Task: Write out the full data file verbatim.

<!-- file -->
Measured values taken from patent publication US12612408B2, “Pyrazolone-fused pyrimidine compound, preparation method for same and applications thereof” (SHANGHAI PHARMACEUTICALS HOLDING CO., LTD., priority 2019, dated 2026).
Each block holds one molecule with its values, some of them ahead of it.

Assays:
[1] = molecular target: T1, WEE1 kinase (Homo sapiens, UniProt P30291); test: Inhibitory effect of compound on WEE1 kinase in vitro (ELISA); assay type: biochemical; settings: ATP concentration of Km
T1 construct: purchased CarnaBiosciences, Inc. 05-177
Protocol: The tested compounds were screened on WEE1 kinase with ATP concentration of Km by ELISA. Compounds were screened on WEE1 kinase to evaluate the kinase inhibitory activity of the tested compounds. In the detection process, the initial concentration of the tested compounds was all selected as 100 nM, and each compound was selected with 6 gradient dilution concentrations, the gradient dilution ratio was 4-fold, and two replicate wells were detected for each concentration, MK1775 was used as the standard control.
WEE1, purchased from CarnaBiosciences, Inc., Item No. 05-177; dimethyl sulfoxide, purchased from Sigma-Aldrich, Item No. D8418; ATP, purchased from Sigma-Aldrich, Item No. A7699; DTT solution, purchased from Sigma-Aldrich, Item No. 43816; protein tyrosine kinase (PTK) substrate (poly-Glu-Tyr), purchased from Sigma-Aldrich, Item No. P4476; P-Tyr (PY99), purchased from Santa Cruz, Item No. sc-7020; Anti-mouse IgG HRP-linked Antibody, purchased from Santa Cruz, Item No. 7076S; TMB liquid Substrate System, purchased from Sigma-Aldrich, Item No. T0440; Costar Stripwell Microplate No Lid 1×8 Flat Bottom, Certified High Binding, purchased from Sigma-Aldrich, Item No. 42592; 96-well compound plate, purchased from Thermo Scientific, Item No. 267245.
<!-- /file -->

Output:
Measured values taken from patent publication US12612408B2, “Pyrazolone-fused pyrimidine compound, preparation method for same and applications thereof” (SHANGHAI PHARMACEUTICALS HOLDING CO., LTD., priority 2019, dated 2026).
Each block holds one molecule with its values, some of them ahead of it.

Assays:
[1] = molecular target: T1, WEE1 kinase (Homo sapiens, UniProt P30291); test: Inhibitory effect of compound on WEE1 kinase in vitro (ELISA); assay type: biochemical; settings: ATP concentration of Km
T1 construct: purchased CarnaBiosciences, Inc. 05-177
Protocol: The tested compounds were screened on WEE1 kinase with ATP concentration of Km by ELISA. Compounds were screened on WEE1 kinase to evaluate the kinase inhibitory activity of the tested compounds. In the detection process, the initial concentration of the tested compounds was all selected as 100 nM, and each compound was selected with 6 gradient dilution concentrations, the gradient dilution ratio was 4-fold, and two replicate wells were detected for each concentration, MK1775 was used as the standard control.
WEE1, purchased from CarnaBiosciences, Inc., Item No. 05-177; dimethyl sulfoxide, purchased from Sigma-Aldrich, Item No. D8418; ATP, purchased from Sigma-Aldrich, Item No. A7699; DTT solution, purchased from Sigma-Aldrich, Item No. 43816; protein tyrosine kinase (PTK) substrate (poly-Glu-Tyr), purchased from Sigma-Aldrich, Item No. P4476; P-Tyr (PY99), purchased from Santa Cruz, Item No. sc-7020; Anti-mouse IgG HRP-linked Antibody, purchased from Santa Cruz, Item No. 7076S; TMB liquid Substrate System, purchased from Sigma-Aldrich, Item No. T0440; Costar Stripwell Microplate No Lid 1×8 Flat Bottom, Certified High Binding, purchased from Sigma-Aldrich, Item No. 42592; 96-well compound plate, purchased from Thermo Scientific, Item No. 267245.